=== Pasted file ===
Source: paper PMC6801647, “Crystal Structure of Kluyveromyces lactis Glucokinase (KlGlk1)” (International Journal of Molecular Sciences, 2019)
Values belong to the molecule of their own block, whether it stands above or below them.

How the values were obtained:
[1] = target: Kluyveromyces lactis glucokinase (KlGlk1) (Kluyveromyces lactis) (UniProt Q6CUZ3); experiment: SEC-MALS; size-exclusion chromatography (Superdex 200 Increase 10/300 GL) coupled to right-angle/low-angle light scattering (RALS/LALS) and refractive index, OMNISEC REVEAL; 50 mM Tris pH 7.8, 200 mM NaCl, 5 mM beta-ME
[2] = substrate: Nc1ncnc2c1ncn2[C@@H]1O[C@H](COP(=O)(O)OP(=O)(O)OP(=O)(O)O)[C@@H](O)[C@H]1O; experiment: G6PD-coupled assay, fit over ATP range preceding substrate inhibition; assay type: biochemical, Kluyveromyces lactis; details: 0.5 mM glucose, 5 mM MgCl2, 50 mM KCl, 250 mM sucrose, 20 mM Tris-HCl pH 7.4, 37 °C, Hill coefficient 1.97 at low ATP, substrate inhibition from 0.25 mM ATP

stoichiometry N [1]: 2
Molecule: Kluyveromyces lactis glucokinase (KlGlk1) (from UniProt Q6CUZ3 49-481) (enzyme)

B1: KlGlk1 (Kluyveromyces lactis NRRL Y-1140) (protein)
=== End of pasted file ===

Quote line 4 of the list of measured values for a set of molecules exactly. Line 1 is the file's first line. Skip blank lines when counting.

[1] = target: Kluyveromyces lactis glucokinase (KlGlk1) (Kluyveromyces lactis) (UniProt Q6CUZ3); experiment: SEC-MALS; size-exclusion chromatography (Superdex 200 Increase 10/300 GL) coupled to right-angle/low-angle light scattering (RALS/LALS) and refractive index, OMNISEC REVEAL; 50 mM Tris pH 7.8, 200 mM NaCl, 5 mM beta-ME